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ISRN Hematology
Volume 2012 (2012), Article ID 937585, 5 pages
Research Article

Implications of Weight and Body Mass Index for Plasma Donation and Health

1Johns Hopkins Hospital, Carnegie 415, 600 North Wolfe Street, Baltimore, MD 21287, USA
2Clinical Monitoring Research Program, SAIC-Frederick Inc., Frederick, MD 21702, USA
3National Institute of Allergy and Infectious Diseases (NIAID), National Institutes of Health (NIH) Building 10, 8N234-C 10 Center Dr., MSC 1763, Bethesda, MD 20892-1763, USA

Received 2 October 2012; Accepted 20 October 2012

Academic Editors: S. Daenen and J. M. Moraleda

Copyright © 2012 Genna A. Jerrard et al. This is an open access article distributed under the Creative Commons Attribution License, which permits unrestricted use, distribution, and reproduction in any medium, provided the original work is properly cited.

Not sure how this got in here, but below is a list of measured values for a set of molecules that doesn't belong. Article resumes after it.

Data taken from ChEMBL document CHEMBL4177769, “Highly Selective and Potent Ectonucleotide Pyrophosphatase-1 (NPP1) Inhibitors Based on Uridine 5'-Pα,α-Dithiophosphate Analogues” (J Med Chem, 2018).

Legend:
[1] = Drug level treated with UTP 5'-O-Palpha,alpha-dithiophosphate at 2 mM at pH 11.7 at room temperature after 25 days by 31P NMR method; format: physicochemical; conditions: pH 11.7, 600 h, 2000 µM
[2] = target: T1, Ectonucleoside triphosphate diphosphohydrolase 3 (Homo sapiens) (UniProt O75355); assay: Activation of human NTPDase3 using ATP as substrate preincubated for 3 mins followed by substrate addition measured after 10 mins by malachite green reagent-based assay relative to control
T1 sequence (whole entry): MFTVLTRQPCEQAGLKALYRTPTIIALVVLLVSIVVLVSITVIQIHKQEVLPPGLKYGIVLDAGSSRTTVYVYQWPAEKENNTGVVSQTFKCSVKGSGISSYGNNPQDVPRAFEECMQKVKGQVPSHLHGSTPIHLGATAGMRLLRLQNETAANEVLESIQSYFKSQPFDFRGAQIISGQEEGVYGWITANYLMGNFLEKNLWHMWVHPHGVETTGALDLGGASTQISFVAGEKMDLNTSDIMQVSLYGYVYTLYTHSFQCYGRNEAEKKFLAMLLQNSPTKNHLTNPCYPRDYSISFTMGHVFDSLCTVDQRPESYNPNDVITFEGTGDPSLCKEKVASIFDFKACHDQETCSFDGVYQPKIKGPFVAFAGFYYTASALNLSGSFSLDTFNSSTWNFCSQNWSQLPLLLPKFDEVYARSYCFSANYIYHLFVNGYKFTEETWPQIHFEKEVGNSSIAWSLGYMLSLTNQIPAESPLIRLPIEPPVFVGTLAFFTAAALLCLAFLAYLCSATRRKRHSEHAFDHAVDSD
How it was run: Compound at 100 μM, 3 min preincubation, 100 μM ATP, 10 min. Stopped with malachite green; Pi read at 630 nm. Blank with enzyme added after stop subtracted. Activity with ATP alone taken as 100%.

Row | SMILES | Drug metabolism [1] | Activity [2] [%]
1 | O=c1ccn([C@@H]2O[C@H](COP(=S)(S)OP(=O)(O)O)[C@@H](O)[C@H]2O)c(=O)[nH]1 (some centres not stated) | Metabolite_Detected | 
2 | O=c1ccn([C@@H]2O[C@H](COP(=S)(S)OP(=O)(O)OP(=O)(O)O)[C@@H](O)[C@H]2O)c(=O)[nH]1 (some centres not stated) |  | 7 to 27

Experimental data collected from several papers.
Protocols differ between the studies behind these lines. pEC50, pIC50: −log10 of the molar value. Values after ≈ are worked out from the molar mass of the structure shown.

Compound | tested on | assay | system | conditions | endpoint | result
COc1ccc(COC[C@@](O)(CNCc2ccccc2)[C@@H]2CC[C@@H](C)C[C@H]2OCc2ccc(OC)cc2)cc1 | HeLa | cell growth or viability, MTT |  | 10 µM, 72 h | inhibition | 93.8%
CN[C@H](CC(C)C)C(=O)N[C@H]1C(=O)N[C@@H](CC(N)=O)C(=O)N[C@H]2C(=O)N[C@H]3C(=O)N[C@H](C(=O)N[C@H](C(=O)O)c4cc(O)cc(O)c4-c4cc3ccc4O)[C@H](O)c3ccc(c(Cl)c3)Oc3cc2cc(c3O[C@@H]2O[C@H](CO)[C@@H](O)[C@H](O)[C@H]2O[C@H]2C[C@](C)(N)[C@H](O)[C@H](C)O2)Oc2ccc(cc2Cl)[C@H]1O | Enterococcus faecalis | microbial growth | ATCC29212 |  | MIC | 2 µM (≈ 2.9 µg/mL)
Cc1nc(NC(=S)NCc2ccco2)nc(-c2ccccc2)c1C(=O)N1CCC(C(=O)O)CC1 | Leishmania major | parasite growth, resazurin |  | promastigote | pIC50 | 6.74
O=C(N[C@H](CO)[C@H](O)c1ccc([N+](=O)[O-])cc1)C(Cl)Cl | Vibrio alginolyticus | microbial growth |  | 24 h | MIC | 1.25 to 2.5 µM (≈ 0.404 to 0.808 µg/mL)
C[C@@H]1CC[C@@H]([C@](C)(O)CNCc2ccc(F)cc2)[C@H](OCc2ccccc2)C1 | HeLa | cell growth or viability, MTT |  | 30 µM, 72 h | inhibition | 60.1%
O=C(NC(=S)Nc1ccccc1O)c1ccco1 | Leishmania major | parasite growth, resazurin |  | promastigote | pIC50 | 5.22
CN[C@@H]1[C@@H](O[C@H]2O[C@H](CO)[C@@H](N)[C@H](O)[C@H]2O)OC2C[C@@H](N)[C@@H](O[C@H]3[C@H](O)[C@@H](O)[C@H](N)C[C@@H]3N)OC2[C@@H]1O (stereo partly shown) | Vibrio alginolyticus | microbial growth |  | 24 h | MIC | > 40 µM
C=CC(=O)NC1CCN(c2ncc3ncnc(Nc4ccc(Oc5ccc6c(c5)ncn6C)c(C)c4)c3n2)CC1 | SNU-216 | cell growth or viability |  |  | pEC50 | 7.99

This study determined the percentage of potential plasma donors who could donate plasma in the 3 allowable plasma volume limit categories as specified by the Food and Drug Administration (FDA), as well as the association of the body mass index (BMI) of these individuals with age, blood pressure, oral temperature, and pulse. Of 315 plasma donors analyzed, 107 (34.0%) weighed between 110 and 149 lbs (50.0–67.7 kg), 89 (28.2%) weighed between 150 and174 lbs (68.2–79.1 kg), and 119 (37.8%) weighed >175 lbs (79.5 kg), theoretically allowing collection of an additional 101.4 liters (16% more plasma) from both heavier categories based on FDA standards for plasma donor quantities. BMI was positively associated with age, mean arterial pressure (MAP), and pulse (Pearson’s , 0.24, and 0.18, resp., values <0.05), but not with oral temperature. Average BMI for females was higher than for males ( , ), and BMI for African Americans was higher than for White and Asian participants ( and , resp., s <0.05). A significant association was also found in the sex by race interaction with BMI ( ). Follow-up analyses suggested a significant difference in BMI by sex among African Americans, higher BMI among African American females than Asian and White males, and higher BMI among White females than African American males ( s <0.05).